Are you providing an optional audio track to describe what is happening visually in all video content?
Why is this important?
People with visual impairments are unable to see the images (moving or static) in a video. They can miss important information or context setting clues because they are only able to listen to the accompanying audio. Providing audio descriptions of visual components can help users understand the content in its entirety.
Whom does it benefit?
As a person who is blind,
I want an audio description of what is happening on the screen in a video
so that I can fully understand the content.
As a person with low vision,
I want the option to listen to the audio description of small print and labels used in graphs or charts being presented in a video,
so that I can understand the meaning and relationships of the content.
As a person with a cognitive disability,
I want the option to hear an audio description of complicated visuals on the screen
so that I can have an additional way to process information that I might not fully comprehend just by watching the video.
What should you do?
How to address this success criteria may depend on where you are in the creation of the media.
If the video project is still in the planning or development stage, to avoid the need for audio descriptions, write the script making sure all relevant visual information is included.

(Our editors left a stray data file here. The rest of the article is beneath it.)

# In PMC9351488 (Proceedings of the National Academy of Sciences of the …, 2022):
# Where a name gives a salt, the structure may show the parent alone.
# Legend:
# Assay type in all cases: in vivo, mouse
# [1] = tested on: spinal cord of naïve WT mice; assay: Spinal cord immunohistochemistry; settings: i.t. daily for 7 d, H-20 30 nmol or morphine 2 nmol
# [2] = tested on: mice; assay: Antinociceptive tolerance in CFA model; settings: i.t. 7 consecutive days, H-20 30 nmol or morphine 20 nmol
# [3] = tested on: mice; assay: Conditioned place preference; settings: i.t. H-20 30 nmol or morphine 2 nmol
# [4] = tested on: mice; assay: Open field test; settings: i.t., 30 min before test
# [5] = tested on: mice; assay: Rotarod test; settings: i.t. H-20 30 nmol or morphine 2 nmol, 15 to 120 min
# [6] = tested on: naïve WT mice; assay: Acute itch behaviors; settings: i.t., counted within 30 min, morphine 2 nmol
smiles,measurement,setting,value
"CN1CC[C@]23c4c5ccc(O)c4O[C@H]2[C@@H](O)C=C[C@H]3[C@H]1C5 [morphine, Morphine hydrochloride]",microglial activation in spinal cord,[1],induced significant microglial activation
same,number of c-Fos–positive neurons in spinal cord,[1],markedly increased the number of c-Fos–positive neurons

If the video project is already past the planning and development stage, you will need to modify the video to include audio descriptions. Do this by adding a secondary audio track (“audio description”) that describes what is happening visually on screen. Users should have the option to turn this audio description on or off. Alternatively, two versions of a video can be made available, one with audio description and one without.
How do you do it?
Providing audio description
A media file with both audio and visual content will need a secondary audio track that describes what is happening visually in the media. See bullets below for key points on providing an audio description.
- Add a secondary narration soundtrack (an audio description) that describes important visual details that cannot be understood from the main soundtrack alone.
- The audio description should provide information about actions, characters, facial expressions, scene changes, on-screen text, and other important visual content.
- In standard audio description, the narration is added during existing pauses in dialogue. If the pauses are too short to add narration, include a second audio track without causing audio overlap between the two tracks, pauses need to be created to accommodate the audio descriptions.
- Where all of the video information is already provided in existing audio, no additional audio description is necessary.
Need technical guidance?
Technical guidance is available for implementing Success Criterion at the Understanding Success Criterion 1.2.5: Audio Description (Prerecorded) page.
Additional resources to help you